Breast cancer patients are at greater risk of heart damage from the drug Herceptin than previously thought, experts have said.
The drug, approved for use on the NHS in June, caused harm to women with advanced breast cancer in a US study.
The research of patients using it for at least a year found 28 per cent suffered cardiac problems.
But authors said the risk was an "acceptable" one and the majority of heart damage could be reversed.
Herceptin is known to weaken the heart muscle and is not recommended for those with heart trouble.
The National Institute for Health and Clinical Excell ence (Nice) said when approving the drug heart function must be assessed.
It also said it should not be given to those at risk of heart failure and patients should undergo assessments. The drug is licensed in the UK for early and advanced breast cancer.
In clinical trials testing Herceptin with chemotherapy, between ten and 26 per cent of patients were found to experience cardiac problems.
A warning from the US Food and Drug Administration last year said Herceptin could result in congestive heart failure, leading to inability to pump enough blood throughout the body, or a dysfunction in the heart's ventricle chamber.
In the latest small study, not a clinical trial, 28 per cent (49) of patients treated with Herceptin were found to have experienced a "cardiac event" after a follow-up at 32 months.
Of those, 46 patients experienced cardiac toxicity "potentially associated with heart failure", and three patients experienced some decrease in ventricle function.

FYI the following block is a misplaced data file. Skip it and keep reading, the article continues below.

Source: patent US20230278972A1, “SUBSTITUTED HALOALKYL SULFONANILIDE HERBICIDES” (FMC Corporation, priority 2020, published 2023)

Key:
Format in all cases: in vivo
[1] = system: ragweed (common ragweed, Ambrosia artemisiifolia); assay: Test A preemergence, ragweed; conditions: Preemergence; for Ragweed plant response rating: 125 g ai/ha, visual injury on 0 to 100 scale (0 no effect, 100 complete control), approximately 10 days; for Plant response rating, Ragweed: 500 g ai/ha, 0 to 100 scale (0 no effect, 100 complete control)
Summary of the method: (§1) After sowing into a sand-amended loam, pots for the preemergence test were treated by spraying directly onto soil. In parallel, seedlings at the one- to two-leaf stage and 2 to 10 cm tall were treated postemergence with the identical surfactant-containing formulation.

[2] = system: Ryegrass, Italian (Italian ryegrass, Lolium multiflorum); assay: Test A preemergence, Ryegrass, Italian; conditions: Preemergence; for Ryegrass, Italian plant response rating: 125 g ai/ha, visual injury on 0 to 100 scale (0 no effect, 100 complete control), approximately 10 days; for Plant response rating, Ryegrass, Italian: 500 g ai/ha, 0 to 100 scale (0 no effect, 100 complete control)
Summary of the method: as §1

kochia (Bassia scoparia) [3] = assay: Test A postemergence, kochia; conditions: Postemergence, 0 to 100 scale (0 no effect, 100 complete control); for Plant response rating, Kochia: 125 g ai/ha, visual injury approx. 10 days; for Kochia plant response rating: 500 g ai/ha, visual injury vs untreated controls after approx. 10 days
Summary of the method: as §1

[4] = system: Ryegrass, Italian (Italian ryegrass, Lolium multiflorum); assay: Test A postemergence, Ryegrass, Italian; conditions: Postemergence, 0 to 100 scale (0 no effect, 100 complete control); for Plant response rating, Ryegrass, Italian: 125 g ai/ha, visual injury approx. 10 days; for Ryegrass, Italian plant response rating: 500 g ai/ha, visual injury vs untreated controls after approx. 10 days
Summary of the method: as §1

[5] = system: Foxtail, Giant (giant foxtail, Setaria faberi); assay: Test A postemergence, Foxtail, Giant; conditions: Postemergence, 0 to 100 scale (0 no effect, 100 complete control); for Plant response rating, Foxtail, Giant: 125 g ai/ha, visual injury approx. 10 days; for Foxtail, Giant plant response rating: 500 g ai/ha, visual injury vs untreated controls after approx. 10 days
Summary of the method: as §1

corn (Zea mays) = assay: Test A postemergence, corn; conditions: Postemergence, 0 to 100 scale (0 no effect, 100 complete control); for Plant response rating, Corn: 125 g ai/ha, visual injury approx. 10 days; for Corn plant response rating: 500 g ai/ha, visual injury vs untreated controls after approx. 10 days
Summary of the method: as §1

The majority of these (31) experienced the problems while being treated with Herceptin, after prior combined Herceptin and chemotherapy.
The other 18 were being treated with a combination of Herceptin and chemotherapy. There was one cardiac-related death.
When patients stopped using Herceptin and were treated with heart drugs such as beta-blockers, all but three had improved heart function.
And, after repairing the damage, patients could then resume Herceptin treatment, the authors said.
Responding to the research, Head of Policy and Information at Breakthrough Breast Cancer Dr Sarah Rawlings, said: "The more data patients have on the effects of drugs like Herceptin the better.
"We know that Herceptin is not suitable for all HER2 positive patients and that it can cause heart problems in some, therefore heart function is assessed before and strictly monitored throughout treatment."